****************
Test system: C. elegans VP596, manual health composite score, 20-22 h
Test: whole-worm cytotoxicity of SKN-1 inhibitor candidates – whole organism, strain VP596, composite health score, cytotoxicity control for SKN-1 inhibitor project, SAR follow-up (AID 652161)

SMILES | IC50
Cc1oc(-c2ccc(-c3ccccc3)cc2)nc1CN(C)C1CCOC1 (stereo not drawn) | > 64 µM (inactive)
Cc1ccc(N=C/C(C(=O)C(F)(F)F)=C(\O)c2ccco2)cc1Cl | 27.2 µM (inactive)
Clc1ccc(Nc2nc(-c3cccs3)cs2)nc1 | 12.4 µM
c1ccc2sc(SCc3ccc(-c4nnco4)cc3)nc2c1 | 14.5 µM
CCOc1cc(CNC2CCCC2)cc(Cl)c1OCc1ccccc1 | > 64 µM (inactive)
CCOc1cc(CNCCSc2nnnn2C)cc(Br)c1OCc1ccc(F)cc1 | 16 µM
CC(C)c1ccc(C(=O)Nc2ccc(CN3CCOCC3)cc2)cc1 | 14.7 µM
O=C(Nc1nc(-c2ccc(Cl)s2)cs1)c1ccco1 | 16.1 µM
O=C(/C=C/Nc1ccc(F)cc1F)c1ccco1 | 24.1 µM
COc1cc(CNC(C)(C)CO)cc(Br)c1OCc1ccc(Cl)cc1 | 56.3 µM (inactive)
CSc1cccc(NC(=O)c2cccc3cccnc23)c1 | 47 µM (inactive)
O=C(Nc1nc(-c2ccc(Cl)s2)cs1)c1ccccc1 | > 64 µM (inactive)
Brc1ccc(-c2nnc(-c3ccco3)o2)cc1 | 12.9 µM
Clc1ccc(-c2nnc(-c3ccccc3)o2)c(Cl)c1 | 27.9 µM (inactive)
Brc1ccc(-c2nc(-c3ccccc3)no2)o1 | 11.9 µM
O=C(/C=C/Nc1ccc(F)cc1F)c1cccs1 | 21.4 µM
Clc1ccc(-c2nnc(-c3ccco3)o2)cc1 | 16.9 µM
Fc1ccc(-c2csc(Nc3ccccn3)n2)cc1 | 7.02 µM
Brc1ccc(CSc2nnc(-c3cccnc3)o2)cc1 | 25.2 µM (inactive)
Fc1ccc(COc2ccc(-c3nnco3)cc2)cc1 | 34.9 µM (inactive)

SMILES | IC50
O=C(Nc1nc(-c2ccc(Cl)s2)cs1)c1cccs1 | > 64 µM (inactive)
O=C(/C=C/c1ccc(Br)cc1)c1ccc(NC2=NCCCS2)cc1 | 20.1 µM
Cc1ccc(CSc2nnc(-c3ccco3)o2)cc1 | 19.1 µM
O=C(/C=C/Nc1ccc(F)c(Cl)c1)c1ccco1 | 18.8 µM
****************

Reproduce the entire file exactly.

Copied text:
Test system: C. elegans VP596, manual health composite score, 20-22 h
Test: whole-worm cytotoxicity of SKN-1 inhibitor candidates – whole organism, strain VP596, composite health score, cytotoxicity control for SKN-1 inhibitor project, SAR follow-up (AID 652161)

SMILES | IC50
Cc1oc(-c2ccc(-c3ccccc3)cc2)nc1CN(C)C1CCOC1 (stereo not drawn) | > 64 µM (inactive)
Cc1ccc(N=C/C(C(=O)C(F)(F)F)=C(\O)c2ccco2)cc1Cl | 27.2 µM (inactive)
Clc1ccc(Nc2nc(-c3cccs3)cs2)nc1 | 12.4 µM
c1ccc2sc(SCc3ccc(-c4nnco4)cc3)nc2c1 | 14.5 µM
CCOc1cc(CNC2CCCC2)cc(Cl)c1OCc1ccccc1 | > 64 µM (inactive)
CCOc1cc(CNCCSc2nnnn2C)cc(Br)c1OCc1ccc(F)cc1 | 16 µM
CC(C)c1ccc(C(=O)Nc2ccc(CN3CCOCC3)cc2)cc1 | 14.7 µM
O=C(Nc1nc(-c2ccc(Cl)s2)cs1)c1ccco1 | 16.1 µM
O=C(/C=C/Nc1ccc(F)cc1F)c1ccco1 | 24.1 µM
COc1cc(CNC(C)(C)CO)cc(Br)c1OCc1ccc(Cl)cc1 | 56.3 µM (inactive)
CSc1cccc(NC(=O)c2cccc3cccnc23)c1 | 47 µM (inactive)
O=C(Nc1nc(-c2ccc(Cl)s2)cs1)c1ccccc1 | > 64 µM (inactive)
Brc1ccc(-c2nnc(-c3ccco3)o2)cc1 | 12.9 µM
Clc1ccc(-c2nnc(-c3ccccc3)o2)c(Cl)c1 | 27.9 µM (inactive)
Brc1ccc(-c2nc(-c3ccccc3)no2)o1 | 11.9 µM
O=C(/C=C/Nc1ccc(F)cc1F)c1cccs1 | 21.4 µM
Clc1ccc(-c2nnc(-c3ccco3)o2)cc1 | 16.9 µM
Fc1ccc(-c2csc(Nc3ccccn3)n2)cc1 | 7.02 µM
Brc1ccc(CSc2nnc(-c3cccnc3)o2)cc1 | 25.2 µM (inactive)
Fc1ccc(COc2ccc(-c3nnco3)cc2)cc1 | 34.9 µM (inactive)

SMILES | IC50
O=C(Nc1nc(-c2ccc(Cl)s2)cs1)c1cccs1 | > 64 µM (inactive)
O=C(/C=C/c1ccc(Br)cc1)c1ccc(NC2=NCCCS2)cc1 | 20.1 µM
Cc1ccc(CSc2nnc(-c3ccco3)o2)cc1 | 19.1 µM
O=C(/C=C/Nc1ccc(F)c(Cl)c1)c1ccco1 | 18.8 µM